PROMIS is a set of self-reported person-centered measures that evaluate and monitor physical, mental, and social health in adults and children developed by the National Institutes of Health (NIH) to improve outcome reporting across medical sciences. The PROMIS measures were designed to reduce administration time of patient reported outcomes through the use of algorithmically selected surveys. There are 5 instruments of PROMIS that we plan to use for this study: Social Isolation, Ability to Participate, Upper Limb Functionality, Physical Function, and Satisfaction Roles Activities. PROMIS measures are scored according a common metric called the T-score. Typically, the mean of 50 (standard deviation of 10) corresponds to the mean in normative U.S. population.

  5. Daily Mean Number of Movement Bouts [Days 35-206]

    The controller does not send any outputs to the prosthesis when "rest" is decoded by the pattern recognition classifier. For all other pattern recognition outputs, movement commands are sent to the prosthesis. Thus, the controller is in a good position to be able to record the amount of prosthesis usage as measured by the frequency of control signals. Such activity is measured in terms of series of continuous movement commands called "movement bouts." The number movement bouts will be recorded and stored in the controller memory.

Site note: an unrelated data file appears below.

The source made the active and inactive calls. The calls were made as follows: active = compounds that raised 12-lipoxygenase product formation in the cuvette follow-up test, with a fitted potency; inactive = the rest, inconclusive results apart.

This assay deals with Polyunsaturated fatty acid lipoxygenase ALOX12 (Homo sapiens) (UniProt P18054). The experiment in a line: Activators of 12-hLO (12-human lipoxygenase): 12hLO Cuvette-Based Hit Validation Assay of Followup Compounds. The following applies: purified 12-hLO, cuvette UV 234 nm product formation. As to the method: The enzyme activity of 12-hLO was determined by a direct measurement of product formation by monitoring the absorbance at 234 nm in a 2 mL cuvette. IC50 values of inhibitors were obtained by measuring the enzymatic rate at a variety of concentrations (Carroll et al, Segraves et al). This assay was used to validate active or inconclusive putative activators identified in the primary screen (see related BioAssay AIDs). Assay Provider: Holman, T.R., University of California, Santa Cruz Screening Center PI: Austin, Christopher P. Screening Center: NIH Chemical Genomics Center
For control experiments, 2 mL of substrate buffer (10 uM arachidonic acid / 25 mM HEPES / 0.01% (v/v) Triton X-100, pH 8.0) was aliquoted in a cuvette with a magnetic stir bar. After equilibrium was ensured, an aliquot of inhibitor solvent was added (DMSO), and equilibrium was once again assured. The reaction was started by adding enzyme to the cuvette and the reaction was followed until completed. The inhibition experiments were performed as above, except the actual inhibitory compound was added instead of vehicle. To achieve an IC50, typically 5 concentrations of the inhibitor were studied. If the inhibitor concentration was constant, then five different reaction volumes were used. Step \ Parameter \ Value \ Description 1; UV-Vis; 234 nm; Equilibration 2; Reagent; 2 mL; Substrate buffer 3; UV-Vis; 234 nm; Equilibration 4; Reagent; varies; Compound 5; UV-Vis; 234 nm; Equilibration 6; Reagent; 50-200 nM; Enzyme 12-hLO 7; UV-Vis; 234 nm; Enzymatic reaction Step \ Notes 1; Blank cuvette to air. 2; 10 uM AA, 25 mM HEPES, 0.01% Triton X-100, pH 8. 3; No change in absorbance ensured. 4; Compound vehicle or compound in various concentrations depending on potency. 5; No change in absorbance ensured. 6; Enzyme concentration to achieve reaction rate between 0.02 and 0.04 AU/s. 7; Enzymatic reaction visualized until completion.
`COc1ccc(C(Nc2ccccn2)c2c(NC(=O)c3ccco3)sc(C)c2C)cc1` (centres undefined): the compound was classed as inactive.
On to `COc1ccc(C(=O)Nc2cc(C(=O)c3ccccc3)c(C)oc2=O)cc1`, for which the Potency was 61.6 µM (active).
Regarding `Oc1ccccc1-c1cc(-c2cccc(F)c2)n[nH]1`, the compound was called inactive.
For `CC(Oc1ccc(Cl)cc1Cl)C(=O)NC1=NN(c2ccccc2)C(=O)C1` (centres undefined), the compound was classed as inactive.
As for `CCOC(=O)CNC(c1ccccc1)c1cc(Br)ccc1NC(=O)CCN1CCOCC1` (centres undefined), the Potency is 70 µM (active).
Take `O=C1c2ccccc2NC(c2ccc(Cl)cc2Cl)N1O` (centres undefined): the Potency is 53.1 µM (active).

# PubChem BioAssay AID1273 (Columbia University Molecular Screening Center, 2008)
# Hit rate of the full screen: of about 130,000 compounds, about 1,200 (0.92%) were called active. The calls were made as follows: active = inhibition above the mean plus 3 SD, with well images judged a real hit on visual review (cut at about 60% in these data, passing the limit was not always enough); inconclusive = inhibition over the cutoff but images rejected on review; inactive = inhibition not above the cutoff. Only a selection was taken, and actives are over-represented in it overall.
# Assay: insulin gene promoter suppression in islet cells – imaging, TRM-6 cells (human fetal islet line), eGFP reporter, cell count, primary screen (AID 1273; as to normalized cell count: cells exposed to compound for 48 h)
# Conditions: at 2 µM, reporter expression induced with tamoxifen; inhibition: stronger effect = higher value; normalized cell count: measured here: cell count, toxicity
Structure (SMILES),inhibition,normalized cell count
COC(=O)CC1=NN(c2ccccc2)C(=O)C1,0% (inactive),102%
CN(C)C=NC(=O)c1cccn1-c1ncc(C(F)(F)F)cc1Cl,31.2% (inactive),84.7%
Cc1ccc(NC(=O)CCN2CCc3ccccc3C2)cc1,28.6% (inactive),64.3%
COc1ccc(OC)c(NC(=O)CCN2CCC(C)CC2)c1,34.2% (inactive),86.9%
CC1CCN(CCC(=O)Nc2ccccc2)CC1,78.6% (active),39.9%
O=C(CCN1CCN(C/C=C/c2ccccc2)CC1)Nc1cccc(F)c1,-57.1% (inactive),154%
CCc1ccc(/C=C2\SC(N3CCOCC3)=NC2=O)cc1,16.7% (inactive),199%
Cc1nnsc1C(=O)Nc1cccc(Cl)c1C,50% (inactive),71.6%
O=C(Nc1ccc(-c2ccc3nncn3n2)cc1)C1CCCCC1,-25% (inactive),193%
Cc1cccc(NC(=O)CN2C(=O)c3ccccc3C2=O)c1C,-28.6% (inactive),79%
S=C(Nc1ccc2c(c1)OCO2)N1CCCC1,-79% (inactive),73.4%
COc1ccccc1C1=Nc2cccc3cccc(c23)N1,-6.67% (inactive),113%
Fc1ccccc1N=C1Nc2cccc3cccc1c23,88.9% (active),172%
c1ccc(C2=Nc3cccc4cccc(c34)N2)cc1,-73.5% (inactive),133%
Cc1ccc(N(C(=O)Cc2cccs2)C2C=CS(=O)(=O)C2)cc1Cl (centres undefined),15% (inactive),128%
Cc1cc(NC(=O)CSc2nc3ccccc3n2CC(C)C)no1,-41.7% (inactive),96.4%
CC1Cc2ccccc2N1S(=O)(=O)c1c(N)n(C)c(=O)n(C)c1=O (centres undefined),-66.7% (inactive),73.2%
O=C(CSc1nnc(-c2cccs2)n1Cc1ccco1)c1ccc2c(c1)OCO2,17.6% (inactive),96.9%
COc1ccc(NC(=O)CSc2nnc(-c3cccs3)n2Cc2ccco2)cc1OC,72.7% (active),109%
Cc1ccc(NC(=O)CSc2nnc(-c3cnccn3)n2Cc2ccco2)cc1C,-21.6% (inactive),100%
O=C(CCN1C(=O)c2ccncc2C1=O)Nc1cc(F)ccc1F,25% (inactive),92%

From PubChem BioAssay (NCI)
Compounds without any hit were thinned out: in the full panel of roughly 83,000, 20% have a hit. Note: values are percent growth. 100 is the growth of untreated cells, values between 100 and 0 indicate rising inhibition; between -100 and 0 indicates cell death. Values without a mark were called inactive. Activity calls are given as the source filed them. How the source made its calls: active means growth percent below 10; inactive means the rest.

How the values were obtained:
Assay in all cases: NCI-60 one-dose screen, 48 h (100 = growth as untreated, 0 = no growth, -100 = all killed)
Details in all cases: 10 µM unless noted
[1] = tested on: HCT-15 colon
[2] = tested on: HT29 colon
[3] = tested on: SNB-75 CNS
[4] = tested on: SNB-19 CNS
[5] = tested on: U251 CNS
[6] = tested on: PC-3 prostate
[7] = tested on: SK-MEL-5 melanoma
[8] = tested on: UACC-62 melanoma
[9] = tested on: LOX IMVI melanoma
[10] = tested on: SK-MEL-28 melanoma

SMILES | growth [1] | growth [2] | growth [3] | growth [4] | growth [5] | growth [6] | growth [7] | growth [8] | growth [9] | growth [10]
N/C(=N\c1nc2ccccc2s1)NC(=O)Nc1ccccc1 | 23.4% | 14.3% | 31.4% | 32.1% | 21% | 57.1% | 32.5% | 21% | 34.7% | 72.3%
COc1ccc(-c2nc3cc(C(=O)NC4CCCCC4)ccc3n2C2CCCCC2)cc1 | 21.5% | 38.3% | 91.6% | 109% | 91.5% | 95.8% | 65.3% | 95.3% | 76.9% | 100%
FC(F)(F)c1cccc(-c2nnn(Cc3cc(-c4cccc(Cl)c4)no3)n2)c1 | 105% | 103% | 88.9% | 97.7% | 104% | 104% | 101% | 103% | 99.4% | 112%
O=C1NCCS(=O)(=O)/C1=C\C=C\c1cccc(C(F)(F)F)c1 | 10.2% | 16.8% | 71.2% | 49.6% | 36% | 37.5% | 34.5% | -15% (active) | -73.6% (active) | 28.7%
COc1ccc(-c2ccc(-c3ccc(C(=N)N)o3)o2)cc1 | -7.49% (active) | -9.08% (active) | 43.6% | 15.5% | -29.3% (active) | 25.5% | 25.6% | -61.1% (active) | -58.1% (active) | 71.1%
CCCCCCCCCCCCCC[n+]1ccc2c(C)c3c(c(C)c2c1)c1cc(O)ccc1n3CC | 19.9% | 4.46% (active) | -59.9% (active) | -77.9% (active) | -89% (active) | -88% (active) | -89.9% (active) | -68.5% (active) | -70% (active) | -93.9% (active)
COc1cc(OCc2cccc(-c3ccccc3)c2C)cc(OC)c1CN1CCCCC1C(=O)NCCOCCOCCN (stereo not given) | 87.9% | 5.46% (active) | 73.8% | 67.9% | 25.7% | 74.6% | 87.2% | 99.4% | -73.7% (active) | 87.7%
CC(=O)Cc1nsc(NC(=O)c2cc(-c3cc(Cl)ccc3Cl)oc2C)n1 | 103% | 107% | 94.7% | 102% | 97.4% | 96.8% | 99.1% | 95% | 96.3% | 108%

Eligibility Criteria


Ages Eligible for Study:
18 Years and Older
Sexes Eligible for Study:
Accepts Healthy Volunteers:
Inclusion Criteria:
  • Trans-radial unilateral limb loss

  • Candidate for a 2+ degree-of-freedom myoelectric pattern recognition prosthesis as determined by prosthetist